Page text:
Pfingsten's testimony concerning the registration slip which he saw in the automobile is said to have been impeached upon cross-examination. However, his credibility, and the weight to be given his testimony, were questions for the determination of the jury. (Viner v. Untrecht, 26 Cal.2d 261, 267 [158 P.2d 3]; Stromerson v. Averill, 22 Cal.2d 808, 814-815 [141 P.2d 732]; Hershey v. Laswell, 63 Cal.App.2d 219, 222 [146 P.2d 509].)  His uncontroverted testimony was sufficient to establish the ownership of the automobile. Westenhaver presented no evidence upon the issue of ownership. His offer in evidence of an automobile registration certificate was not made to prove the truth of its statements.
Because Pfingsten did not qualify as an expert, Westenhaver argues, the admission of his testimony concerning the reasonable value of repairs to his trailer and other charges, including the value of loss of use, was prejudicially erroneous. According to Westenhaver, Pfingsten did not have sufficient knowledge of the various subjects to entitle his opinion to go to the jury. He was not shown to be engaged in the business of repairing or towing damaged vehicles, nor did he have any experience in renting his trailer as a separate unit.
Pfingsten testified that he had been in the oil trucking business for eight years, five of them in the vicinity of this collision. Before going into business for himself, he had worked for two oil companies. For "two or three years" prior to the collision he had been working for himself. His recital of experience with tractors and trailers during this time shows knowledge of the reasonable charges for towing and repairing tractors and trailers and the reasonable rental value of such equipment.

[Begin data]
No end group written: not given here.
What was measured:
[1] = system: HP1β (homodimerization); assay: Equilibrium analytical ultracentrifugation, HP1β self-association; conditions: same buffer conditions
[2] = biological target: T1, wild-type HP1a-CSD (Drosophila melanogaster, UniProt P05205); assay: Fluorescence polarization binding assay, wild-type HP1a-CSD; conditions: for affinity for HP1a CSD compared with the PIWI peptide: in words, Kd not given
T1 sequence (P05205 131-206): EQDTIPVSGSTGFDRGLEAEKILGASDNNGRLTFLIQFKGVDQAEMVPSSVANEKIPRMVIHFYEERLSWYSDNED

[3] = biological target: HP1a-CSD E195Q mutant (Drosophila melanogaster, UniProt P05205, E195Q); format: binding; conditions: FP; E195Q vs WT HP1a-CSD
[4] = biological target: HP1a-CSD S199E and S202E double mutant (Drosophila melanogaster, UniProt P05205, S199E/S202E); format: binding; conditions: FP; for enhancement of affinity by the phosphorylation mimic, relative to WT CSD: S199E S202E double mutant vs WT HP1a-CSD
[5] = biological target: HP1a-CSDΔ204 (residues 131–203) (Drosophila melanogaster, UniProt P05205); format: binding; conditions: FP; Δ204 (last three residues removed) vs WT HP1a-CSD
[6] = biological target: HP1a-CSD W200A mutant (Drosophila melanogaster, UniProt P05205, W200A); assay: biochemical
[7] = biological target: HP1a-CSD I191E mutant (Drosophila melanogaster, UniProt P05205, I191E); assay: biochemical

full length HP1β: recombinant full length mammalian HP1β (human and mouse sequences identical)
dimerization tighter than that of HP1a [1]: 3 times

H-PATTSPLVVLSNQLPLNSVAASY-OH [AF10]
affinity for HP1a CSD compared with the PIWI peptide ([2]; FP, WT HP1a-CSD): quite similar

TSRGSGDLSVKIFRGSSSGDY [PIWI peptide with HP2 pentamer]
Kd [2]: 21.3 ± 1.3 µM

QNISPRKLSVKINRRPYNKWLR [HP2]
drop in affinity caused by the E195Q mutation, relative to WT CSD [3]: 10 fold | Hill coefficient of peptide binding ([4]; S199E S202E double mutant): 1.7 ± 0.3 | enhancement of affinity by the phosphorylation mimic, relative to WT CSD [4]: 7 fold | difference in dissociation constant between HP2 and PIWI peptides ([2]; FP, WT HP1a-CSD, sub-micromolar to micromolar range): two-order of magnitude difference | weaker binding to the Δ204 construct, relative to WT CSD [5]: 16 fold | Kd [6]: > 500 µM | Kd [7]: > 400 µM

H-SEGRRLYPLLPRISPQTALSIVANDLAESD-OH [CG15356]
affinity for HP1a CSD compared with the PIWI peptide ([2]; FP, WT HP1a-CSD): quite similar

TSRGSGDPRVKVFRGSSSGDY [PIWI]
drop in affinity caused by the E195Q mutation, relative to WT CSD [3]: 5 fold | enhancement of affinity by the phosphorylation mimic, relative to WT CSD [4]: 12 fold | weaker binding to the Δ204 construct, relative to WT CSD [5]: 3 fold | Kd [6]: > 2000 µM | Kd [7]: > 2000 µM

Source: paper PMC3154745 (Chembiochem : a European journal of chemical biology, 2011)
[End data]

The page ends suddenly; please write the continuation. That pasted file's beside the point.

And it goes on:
"The qualification of a witness to testify as an expert is a matter within the sound discretion of the trial court, and where there is no showing of a manifest abuse of such discretion the ruling of that court will not be disturbed upon appeal." (Darling v. Pacific Electric Ry. Co., 197 Cal. 702, 714 [242 P. 703]; Hutter v. Hommel, 213 Cal. 677, 681 [3 P.2d 554]; Humiston v. Hook, 86 Cal.App.2d 101, 105 [194 P.2d 122]; Valdez v. Percy, 35 Cal.App.2d 485, 492 [96 P.2d 142].)  "If the witness disclosed an ample knowledge of the subject to entitle his opinion to go to the jury, the question of the degree of his knowledge goes more to the weight of the evidence than to its admissibility." (Darling v. Pacific Electric Ry. Co., supra; Howland v. Oakland Consol. St. Ry. Co., 110 Cal. 513, 522 [42 P. 983].)
 Westenhaver argues that Pfingsten could not testify to the rental value of a trailer alone because he had never rented a trailer without a tractor and driver. This argument overlooks the fact that Pfingsten's damaged vehicle was a tractor-trailer combination and not two separate vehicles. Pfingsten stated that a trailer could not be rented separately without a tractor. He is seeking damages for loss of use of his vehicle, a tractor-trailer combination, not for loss of use of a portion of it which without motive power is useless. His testimony upon this element of damages was competent and properly admitted.
 Evidence of damage to the trailer was erroneously admitted, Westenhaver says, because no facts tending to prove its condition before the accident or the cause of injury to it were presented. However, De Groote's testimony shows that the tractor-trailer combination was traveling upon the highway prior to the collision. Although he did not see the collision, he saw the wreckage of the two vehicles as they parted, and the trailer sliding down into the ditch. Pfingsten's testimony was to the effect that immediately after the collision the trailer contained 4,800 gallons of fuel oil. It was then punctured and leaking. He also testified that he saw the repairs made to his trailer and that they were necessary to put it back on the road.
[12a] Section 1963 of the Code of Civil Procedure states the presumptions that "things have happened according to the ordinary course of nature and the ordinary habits of life" (subdiv. 28) and that "a thing once proved to exist continues as long as is usual with things of that nature." (Subdiv. 32.) The trailer was traveling upon the highway immediately prior to the collision. It may be presumed that it was carrying a cargo at that moment, because in the ordinary course of nature it would not have been empty an instant before the impact and immediately thereafter full of fuel oil.